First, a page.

Cost control

Another important aspect of managing infrastructure is controlling costs. One option is to use policy-as-code. For example, you can implement policies for resource labeling and annotations, assigning specific machine types, and more.

  • Annotations/Tags and Required Labels – Labeling resources based on departments or teams (etc.) helps organizations create reports that show how much is being spent on each one.
  • Specific Machine Types – Organizations can create a report to help stakeholders decide how to optimize resource consumption by either optimizing the application code or using a certain machine type. We’ll discuss this in more detail below.
  • Limit Spending to a Certain Amount – You can limit the cost of each project by creating policies for your infrastructure environments (including sandbox, development, staging, pre-production, and production environments). Creating a policy that limits spending to a certain dollar amount for specific resources in your sandbox environment makes a lot of sense, for example.

How to implement a Policy-as-Code

Now that we’ve discussed specific use cases for policy-as-code (including authorization control, infrastructure provisioning, Kubernetes control, and cost control), you might be wondering how to implement it in your organization. Should you start by trying to address all of these use cases at once? Are there applications that can help you create and implement policies?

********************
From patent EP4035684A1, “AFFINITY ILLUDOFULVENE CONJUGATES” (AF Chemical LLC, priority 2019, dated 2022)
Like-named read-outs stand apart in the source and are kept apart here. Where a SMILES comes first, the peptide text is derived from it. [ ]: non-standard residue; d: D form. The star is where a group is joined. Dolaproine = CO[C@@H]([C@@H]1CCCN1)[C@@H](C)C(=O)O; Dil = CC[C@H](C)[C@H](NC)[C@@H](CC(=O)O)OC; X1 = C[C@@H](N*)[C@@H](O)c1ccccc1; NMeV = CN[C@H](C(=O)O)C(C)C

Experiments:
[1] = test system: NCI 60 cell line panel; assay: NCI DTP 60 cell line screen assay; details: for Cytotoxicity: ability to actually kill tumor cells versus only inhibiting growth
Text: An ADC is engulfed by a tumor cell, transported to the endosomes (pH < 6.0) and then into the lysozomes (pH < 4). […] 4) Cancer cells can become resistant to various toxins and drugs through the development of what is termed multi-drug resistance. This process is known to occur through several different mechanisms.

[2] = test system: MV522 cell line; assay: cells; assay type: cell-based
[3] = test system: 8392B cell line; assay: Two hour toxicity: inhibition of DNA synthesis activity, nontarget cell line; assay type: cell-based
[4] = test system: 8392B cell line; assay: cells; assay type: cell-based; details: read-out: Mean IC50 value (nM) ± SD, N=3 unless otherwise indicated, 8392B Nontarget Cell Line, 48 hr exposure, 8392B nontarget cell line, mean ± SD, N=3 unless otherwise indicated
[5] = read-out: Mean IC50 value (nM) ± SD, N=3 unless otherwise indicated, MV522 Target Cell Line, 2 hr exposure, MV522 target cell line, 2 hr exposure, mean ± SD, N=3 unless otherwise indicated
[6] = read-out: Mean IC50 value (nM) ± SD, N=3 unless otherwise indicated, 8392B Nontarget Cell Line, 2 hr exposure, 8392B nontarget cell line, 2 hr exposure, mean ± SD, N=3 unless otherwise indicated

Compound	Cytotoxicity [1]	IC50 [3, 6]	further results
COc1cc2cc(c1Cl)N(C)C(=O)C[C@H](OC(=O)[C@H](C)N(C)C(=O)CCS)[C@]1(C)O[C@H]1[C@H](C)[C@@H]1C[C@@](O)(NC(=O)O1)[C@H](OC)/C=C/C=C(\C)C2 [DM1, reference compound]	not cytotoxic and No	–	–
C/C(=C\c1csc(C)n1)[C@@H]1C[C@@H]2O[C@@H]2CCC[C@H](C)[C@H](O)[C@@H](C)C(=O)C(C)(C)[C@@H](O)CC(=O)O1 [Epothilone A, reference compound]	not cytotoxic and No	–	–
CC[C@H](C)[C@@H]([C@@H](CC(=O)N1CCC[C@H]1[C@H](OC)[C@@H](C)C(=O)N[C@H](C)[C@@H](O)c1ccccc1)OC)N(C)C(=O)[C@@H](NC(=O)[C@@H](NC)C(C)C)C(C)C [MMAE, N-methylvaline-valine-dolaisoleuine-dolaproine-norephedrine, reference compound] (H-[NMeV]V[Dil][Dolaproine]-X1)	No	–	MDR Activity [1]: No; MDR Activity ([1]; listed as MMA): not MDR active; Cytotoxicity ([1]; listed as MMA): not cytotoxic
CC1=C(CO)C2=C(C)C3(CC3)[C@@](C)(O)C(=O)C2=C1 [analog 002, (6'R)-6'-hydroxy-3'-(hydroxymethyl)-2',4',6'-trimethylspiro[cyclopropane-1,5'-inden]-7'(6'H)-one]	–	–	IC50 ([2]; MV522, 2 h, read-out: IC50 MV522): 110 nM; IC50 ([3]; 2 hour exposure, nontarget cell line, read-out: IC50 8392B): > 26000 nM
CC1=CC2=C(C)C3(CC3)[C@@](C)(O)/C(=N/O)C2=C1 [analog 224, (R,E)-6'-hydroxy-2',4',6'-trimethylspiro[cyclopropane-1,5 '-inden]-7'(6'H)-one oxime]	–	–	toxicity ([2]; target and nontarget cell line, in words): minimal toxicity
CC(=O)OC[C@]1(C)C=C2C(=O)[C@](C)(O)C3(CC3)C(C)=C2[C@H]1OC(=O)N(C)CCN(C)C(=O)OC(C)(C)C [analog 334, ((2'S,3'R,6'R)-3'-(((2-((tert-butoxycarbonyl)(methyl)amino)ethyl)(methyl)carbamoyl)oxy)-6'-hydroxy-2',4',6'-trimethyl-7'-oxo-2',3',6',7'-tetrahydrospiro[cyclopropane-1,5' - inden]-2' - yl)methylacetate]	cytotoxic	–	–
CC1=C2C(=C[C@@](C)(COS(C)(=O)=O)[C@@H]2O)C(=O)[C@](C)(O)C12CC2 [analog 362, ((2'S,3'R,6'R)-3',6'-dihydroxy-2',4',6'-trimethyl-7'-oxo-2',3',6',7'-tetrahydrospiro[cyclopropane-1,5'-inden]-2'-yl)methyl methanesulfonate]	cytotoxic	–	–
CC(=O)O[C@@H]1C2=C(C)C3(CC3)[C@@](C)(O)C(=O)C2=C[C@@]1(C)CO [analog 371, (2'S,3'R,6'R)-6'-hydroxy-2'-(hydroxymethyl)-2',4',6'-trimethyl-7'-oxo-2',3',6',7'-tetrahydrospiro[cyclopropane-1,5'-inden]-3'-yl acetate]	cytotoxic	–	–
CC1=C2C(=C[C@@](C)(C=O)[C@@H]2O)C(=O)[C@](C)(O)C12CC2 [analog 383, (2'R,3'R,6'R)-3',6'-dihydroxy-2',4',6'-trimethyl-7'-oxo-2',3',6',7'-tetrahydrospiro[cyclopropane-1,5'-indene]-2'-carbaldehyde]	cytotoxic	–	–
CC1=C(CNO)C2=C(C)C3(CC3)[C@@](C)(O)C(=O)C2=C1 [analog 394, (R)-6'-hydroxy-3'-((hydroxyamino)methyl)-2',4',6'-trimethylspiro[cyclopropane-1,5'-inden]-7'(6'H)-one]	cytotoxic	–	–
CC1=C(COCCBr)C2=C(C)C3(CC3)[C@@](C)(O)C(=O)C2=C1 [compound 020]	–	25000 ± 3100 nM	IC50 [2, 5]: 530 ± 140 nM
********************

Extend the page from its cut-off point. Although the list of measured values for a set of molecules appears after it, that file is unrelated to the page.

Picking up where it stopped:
Well, we have good news. You can use OPA (pronounced “oh-pa”), which stands for Open Policy Agent. OPA is an open-source, general-purpose policy engine that unifies policy enforcement across the stack

OPA Diagram

As you can see in the diagram above, all requests that users initiate to an OPA-supported service can be evaluated by OPA based on defined policies.

There are several OPA-supported services in the OPA ecosystem (you can find a complete list here). Some of the most notable are:

  • Kubernetes Admission Control and Authorization
  • Terraform
  • Envoy
  • Docker
  • Google Kubernetes Engine (GKE)
  • Istio
  • AWS CloudFormation
  • Ceph
  • SSH and Sudo Auth with Linux

As shown in the diagram above, the data that the service and its users publish can be inspected and transformed using OPA’s native query language, Rego. Don’t worry, Rego is just another programming language. You don’t need to know advanced Rego in order to implement OPA.

Before we show you how to use OPA, there is one more important thing to highlight from the diagram above. As you can see, the services (which can be considered application logic) are far away from the policy. That’s because OPA decouples policy decisions from policy enforcement, which is the beauty of policy-as-code.

OK, enough of that. Let’s take a look at a few simple examples of OPA in action.

Policy Workflow

As you can see in the image above, this is how OPA works:

  • A user sends a request to an application or service.
  • The request consists of the policy input (JSON) with the value "role": "admin".
  • OPA receives the input and processes it.
  • Based on the policy defined in OPA, the output is returned with the value "admin_allowed": true, which means that this user is allowed to access any admin pages.